Our crackers out on 9 June start with Truth Is A Beautiful Thing, the follow-up to London Grammar’s critically acclaimed smash from 2013, If You Wait. Heartbreak is a bit different: Lady Antebellum rented a house together and wrote it while living under the same roof; the result is their most intimate and heartfelt work to date. The Optimist continues this week’s theme of difference: Anathema recorded as a live band in the studio and have produced their darkest, most challenging and unexpected album to date. A midge away from release of the week, Cigarettes After Sex’s self-titled debut album unspools like the most achingly romantic of movies: it’s immersive, cohesive and transporting, with the spirit of Mazzy Star and Red House Painters, which is a very good thing. The collaboration between those two great songwriters Lindsey Buckingham & Christine McVie began when McVie rejoined Fleetwood Mac for the ‘On With The A Show’ tour; the pair then went into the studio to record new material, the old chemistry reignited and the result is this self-titled album. Revolution Come … Revolution Go highlights the flexible interplay between the four members of Gov’t Mule, making them a living, breathing ensemble; after 20 years their vast reservoir of songs has made them an encyclopedia of great American music. The Magpie Salute are new band comprising former Black Crowes, including Rich Robinson; with the majority of the songs lasting longer than 7 minutes, there is a free-wheeling feel to the album and the result is unmissable.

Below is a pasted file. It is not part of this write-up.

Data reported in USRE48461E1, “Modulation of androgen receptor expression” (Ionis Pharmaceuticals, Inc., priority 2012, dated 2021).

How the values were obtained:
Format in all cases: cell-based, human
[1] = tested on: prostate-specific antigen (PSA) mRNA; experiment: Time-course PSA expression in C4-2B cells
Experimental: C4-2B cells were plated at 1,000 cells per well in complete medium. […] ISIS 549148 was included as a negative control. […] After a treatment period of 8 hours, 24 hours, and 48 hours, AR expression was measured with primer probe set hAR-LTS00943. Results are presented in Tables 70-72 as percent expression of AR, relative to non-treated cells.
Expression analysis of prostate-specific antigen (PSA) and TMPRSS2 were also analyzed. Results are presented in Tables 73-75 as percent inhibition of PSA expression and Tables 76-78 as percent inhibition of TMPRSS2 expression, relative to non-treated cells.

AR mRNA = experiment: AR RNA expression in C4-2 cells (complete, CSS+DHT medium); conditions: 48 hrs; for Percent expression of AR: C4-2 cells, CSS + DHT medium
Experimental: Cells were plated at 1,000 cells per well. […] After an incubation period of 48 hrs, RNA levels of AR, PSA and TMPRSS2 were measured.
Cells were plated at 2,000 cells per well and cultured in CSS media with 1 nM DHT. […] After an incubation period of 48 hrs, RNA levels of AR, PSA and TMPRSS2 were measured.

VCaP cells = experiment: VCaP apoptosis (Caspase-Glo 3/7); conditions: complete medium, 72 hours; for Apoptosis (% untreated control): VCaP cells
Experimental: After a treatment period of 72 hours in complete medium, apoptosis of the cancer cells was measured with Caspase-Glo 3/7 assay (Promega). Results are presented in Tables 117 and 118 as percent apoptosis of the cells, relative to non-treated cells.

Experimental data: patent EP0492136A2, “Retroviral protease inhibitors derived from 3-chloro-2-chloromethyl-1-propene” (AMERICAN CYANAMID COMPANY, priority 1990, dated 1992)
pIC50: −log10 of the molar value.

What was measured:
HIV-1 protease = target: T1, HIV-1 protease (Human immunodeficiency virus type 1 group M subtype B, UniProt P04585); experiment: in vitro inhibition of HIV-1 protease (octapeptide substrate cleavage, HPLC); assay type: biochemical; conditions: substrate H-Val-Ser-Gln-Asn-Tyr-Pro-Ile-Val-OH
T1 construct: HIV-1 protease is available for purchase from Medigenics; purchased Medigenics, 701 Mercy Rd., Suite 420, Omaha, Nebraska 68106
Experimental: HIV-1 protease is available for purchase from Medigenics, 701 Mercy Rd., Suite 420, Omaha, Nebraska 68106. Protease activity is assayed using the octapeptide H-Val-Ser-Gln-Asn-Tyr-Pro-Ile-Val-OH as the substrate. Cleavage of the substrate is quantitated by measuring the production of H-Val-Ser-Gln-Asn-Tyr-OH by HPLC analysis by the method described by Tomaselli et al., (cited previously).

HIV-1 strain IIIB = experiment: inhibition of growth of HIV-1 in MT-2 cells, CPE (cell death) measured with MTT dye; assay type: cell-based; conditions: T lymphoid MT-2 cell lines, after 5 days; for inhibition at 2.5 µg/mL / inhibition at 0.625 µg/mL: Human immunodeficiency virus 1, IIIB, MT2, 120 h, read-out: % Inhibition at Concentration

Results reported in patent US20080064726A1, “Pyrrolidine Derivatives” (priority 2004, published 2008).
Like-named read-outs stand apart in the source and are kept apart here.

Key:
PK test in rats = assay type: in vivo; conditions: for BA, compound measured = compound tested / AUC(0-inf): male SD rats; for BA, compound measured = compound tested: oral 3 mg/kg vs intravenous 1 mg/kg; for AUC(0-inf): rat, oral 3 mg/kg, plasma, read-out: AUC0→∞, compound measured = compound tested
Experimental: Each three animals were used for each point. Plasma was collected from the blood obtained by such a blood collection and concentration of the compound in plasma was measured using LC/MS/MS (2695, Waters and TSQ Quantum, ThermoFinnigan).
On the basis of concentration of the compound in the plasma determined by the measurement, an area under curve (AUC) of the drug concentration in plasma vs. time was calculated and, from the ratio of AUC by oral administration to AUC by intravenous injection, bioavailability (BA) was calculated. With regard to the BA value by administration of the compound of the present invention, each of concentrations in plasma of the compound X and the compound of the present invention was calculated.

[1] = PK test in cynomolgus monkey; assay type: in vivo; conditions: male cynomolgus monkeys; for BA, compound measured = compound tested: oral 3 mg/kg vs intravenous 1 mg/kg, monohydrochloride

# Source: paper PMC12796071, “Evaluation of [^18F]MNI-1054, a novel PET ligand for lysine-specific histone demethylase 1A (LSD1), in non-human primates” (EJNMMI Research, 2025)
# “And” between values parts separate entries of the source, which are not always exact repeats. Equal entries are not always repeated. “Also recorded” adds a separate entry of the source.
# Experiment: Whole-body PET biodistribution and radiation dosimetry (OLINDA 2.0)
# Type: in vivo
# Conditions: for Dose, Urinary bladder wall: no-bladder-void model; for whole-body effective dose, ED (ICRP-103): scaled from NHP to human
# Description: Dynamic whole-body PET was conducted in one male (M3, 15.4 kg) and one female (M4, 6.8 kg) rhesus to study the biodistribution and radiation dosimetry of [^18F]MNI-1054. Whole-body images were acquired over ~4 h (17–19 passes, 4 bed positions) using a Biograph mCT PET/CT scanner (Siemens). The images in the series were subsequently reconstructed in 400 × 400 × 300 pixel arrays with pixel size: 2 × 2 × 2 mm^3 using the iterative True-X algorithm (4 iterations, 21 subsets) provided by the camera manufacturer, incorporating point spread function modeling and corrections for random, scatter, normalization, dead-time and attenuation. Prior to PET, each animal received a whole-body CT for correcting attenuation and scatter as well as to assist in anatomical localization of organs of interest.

Sufjan Stevens has provided our release of the week along with Bryce Dessner, Nico Muhly and James McAlister. Planetarium is a strangely magnificent album that runs from lush piano ballads to prog-rock political anthems via electronic backbeats and classical cadenzas, with Sufjan’s vocals providing the centre of gravity throughout this work.
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